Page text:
By: Hans Themistode
The sport of boxing has sat back patiently with its hands crossed while it figured out solutions. Fighters were forced from their gyms and fans were banned from arenas due to COVID-19. The reoccurring bad news that appeared on our television screens, made the possibility of the sport returning anytime soon bleak at best. But while fans and boxers groaned and complained during their self quarantine, the British Boxing Board of Control (BBBoC) was hard at work figuring out a solution. And now, it appears they have one.
The BBBoC were malleable in their way of thinking, and have put in place new protocols that will allow boxing to return. Albeit behind closed doors. In addition to the obvious, which is there sporting events will not be open to the public, ring girls, TV announcers and TV cameras will be allowed inside of the ring.
Amongst the long list of guidelines we’ve highlighted the following:
– No spitting allowed in a boxers respective corners
– Masks must be worn by the referee and each teams corner men at all times
– Testing will be done for everyone at the event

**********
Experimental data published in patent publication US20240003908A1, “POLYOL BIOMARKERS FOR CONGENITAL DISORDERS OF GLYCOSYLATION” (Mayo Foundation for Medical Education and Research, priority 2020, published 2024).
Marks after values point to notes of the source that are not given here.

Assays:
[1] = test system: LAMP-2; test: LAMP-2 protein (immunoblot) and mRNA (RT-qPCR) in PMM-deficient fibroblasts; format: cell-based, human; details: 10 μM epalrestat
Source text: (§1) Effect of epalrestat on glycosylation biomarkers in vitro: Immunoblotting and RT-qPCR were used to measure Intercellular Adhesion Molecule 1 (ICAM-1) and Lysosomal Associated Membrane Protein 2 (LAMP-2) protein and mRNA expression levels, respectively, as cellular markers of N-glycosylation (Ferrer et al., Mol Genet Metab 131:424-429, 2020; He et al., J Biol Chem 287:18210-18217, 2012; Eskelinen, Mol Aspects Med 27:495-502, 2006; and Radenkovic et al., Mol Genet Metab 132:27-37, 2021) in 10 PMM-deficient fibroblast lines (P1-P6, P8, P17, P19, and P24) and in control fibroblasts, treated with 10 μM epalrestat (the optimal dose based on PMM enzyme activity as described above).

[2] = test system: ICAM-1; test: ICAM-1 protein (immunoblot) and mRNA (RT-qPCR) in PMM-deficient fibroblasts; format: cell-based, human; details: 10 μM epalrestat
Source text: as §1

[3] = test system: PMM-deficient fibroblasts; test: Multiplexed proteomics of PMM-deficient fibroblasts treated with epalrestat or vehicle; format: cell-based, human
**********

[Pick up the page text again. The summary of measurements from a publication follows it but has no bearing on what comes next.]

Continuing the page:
While all of these precautions must be met in order for the contest to take place, nothing has been set in stone. Promoters will be given a copy of the new guidelines and will have the opportunity to chime in.
One fight card that has been recently announced as a closed door event that would have to adhere to these new guidelines would be the Heavyweight showdown between Dillian Whyte and Alexander Povetkin. Also fighting on the card is undisputed Lightweight titlist Katie Taylor and seven division champion Amanda Serrano. The following week, Daniel Dubois vs Joe Joyce is supposedly taking place in the U.K as well. While big name fighters such as Anthony Joshua are set to return to the ring against mandatory challenger Kubrat Pulev shortly after.
If everything goes according to plan, officials would be sitting a minimum of two meters away from one another. Also, anyone over the age of 70, no matter their health condition will not be allowed into the event. Fight fans can also expect to have shorter events as the maximum number of fights that can take place at one given arena will be shrunken down to five.
Again, nothing has been set in stone and the BBBoC has reserved their right to change stances if need be. Still, even with these new guidelines in place, it has done nothing to placate Joe Gallagher, trainer of WBA Super Middleweight champion Callum Smith.
“Why the rush and do things in half measures?” Said Gallagher on Twitter. “Make sure everyone is safe and well and let’s look at getting going in September. Give everyone time to get back training, sparring and make sure everyone is safe.”
Even with the framework and procedures in place, the BBBoC are still in the early stages of their proposal. But with sports such as MMA, Tennis and Nascar returning to our television screens, boxing could soon follow suit.
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